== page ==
The Conservation Register is the recognised source for professionally qualified restorers and conservators in the UK and Ireland and a couple of years ago I had a paper piece of my grandmothers teenage artwork which was badly in need of paper restoration. I went to a local professional art conservator who works regularly for the major art collections in London and learned a good deal as well as having my grandmother's work listed on the Conservation register. The Register criticise Institutional insistence that staff and researchers don white cotton gloves to prevent dirt and skin oils from damaging collections since gloves are as easily soiled as hands. Gloves also have the disadvantage of collecting and transferring dirt to page surfaces.
Many archives have taken advice from the register as all archives need paper conservators to examine deteriorating material. On visits to the London Metropolitan archive I have been advised by staff of three different methods of handling original material. Different grades of latex gloves are available to deal with:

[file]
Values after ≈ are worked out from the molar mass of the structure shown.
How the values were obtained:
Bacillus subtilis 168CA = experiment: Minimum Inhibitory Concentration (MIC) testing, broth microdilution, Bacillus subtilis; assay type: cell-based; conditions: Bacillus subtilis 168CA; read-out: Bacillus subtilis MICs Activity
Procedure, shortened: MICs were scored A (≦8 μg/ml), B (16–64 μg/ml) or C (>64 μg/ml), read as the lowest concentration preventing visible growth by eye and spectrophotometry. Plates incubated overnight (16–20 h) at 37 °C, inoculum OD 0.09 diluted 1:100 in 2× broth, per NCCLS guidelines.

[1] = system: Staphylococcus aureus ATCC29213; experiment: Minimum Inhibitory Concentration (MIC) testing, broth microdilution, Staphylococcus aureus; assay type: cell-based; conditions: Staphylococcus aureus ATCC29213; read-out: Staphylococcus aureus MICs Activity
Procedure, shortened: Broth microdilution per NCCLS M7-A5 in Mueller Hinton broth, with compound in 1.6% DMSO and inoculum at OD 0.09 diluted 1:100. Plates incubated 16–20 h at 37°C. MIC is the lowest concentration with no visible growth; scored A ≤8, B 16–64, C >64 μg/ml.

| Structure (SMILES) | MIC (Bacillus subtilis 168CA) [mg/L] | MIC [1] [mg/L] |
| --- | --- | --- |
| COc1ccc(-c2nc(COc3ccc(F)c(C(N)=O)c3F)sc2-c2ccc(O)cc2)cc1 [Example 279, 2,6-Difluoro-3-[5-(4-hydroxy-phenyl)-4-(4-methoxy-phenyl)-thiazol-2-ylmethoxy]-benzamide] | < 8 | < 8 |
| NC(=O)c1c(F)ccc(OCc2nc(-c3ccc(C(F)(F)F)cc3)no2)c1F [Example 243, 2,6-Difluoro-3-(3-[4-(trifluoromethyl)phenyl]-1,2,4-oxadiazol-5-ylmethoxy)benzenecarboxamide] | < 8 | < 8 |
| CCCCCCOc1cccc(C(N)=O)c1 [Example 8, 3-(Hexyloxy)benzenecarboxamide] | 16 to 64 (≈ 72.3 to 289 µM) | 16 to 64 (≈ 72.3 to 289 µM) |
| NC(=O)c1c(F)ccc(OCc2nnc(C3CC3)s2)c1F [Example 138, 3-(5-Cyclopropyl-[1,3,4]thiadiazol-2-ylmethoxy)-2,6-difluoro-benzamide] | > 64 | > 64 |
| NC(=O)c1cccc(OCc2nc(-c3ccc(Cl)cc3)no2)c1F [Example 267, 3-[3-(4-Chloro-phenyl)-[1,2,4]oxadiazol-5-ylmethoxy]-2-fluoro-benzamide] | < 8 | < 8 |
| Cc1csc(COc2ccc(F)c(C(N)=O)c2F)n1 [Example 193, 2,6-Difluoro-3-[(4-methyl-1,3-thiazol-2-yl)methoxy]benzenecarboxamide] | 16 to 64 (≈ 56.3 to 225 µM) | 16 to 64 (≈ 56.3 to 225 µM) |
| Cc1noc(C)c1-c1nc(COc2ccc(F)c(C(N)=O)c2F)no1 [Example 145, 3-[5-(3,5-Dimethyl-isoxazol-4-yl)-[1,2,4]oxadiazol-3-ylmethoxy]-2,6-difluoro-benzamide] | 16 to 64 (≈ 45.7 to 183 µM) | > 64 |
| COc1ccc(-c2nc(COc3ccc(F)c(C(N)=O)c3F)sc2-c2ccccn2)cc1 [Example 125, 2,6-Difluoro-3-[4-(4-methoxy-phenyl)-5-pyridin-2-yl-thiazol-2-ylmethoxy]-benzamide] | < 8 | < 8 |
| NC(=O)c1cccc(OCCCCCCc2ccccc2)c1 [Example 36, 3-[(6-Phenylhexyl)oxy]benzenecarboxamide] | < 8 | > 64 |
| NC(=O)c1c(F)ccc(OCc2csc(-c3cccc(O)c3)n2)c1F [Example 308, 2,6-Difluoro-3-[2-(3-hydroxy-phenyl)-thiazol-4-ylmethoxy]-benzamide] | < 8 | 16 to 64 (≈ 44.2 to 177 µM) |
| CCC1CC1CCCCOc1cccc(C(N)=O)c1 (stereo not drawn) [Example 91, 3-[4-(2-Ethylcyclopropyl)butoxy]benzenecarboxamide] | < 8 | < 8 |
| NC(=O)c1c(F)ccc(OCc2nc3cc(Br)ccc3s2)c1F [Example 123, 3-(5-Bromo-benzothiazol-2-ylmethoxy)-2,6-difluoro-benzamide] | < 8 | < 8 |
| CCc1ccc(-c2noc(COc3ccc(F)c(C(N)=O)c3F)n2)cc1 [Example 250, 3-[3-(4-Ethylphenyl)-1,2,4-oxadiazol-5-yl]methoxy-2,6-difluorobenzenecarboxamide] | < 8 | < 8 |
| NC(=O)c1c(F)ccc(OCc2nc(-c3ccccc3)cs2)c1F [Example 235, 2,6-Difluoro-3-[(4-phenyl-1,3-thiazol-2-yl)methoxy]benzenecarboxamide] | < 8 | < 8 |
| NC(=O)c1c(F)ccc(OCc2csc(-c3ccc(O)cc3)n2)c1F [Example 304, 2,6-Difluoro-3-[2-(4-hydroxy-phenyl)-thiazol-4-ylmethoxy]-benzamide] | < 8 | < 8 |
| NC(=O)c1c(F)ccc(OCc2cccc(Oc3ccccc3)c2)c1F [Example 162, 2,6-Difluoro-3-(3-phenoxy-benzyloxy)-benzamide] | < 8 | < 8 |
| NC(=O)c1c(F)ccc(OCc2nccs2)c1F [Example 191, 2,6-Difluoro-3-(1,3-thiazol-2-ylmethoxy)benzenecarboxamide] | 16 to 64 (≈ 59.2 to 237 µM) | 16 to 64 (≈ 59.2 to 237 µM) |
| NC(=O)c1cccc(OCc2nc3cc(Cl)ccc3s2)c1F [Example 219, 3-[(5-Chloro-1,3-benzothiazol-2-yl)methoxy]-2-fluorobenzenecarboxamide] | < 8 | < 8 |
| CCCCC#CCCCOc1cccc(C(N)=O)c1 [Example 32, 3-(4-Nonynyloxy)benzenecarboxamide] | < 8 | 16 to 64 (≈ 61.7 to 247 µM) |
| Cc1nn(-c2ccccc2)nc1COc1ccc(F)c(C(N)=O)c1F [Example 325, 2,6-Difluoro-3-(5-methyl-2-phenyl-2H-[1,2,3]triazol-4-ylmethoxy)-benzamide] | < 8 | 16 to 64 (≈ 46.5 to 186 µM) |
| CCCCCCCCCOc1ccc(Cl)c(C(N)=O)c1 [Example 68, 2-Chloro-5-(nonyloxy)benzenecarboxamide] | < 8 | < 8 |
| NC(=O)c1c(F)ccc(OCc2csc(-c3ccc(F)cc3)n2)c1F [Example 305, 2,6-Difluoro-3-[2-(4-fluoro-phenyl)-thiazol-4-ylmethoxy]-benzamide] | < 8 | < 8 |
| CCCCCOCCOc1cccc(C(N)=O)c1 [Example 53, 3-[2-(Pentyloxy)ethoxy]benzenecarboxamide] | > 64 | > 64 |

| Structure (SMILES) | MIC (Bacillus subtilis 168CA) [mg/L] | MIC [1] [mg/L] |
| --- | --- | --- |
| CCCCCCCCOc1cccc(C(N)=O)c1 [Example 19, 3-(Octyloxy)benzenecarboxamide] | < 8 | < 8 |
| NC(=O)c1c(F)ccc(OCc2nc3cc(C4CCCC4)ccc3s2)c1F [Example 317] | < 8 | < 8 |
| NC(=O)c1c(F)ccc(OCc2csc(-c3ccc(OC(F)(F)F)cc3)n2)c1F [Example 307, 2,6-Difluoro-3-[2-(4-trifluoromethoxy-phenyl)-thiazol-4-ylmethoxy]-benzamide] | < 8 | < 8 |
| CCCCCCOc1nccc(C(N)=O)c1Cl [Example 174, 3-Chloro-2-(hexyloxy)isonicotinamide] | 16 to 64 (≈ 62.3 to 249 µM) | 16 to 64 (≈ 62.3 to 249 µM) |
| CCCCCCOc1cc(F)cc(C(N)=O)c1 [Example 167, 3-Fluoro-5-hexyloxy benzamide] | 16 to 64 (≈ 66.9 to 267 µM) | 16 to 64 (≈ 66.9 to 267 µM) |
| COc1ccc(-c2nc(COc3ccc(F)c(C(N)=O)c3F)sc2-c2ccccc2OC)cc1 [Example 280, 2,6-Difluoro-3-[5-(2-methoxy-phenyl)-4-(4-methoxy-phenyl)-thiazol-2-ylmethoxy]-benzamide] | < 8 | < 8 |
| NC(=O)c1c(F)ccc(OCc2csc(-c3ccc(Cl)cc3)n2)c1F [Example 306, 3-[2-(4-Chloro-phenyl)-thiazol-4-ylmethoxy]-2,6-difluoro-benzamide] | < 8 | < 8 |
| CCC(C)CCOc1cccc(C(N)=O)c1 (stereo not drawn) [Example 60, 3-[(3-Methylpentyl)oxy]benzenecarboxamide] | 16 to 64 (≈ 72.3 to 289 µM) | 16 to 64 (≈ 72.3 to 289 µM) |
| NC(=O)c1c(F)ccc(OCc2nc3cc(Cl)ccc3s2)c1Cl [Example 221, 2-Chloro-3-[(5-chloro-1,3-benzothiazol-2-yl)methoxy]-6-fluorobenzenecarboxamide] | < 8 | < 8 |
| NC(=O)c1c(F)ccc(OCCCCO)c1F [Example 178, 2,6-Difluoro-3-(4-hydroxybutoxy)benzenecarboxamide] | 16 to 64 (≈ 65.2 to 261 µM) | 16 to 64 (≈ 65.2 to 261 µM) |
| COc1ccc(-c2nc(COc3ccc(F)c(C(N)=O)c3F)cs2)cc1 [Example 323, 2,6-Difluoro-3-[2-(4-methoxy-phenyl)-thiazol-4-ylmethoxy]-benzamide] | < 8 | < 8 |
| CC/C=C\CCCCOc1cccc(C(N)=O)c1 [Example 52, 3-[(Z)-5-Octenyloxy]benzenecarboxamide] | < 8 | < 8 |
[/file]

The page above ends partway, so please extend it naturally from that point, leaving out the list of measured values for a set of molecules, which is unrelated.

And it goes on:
• Leather rust. Leather bindings which are red rust both red green and blue and handling a volume for an hour is a dirty business. volume is positioned in a cradle. Transcription is hampered and keyboard cleaning and hygiene before and after is recommended.
  • Brittle paper. During the 1930's to 1950's the quality of printed paper is such that any public records or publications are very fragile and archists have generally prefeered to film or digitise material.
  • Vellum or paper records. These are likely to include any parish material prior to 1754 for marriages when printed paper marriage registers were introduced or the 1812 printed Stationers register for Baptisms and burials. Even storage of relatively modern 20th century registers can result in damage by insects or rodents.
I was a volunteer during my years as a family history student in arranging the contents of three tea chests of early parish register pages in chronological order. One of the chests had a large hole in the corner and sure enough had formed a rats nest. Fortunately the archive had provided gloves gauntlets and a boiler suit for me! Those original pages were later bound and microfilmed and are complete with little damage and no loss of entries.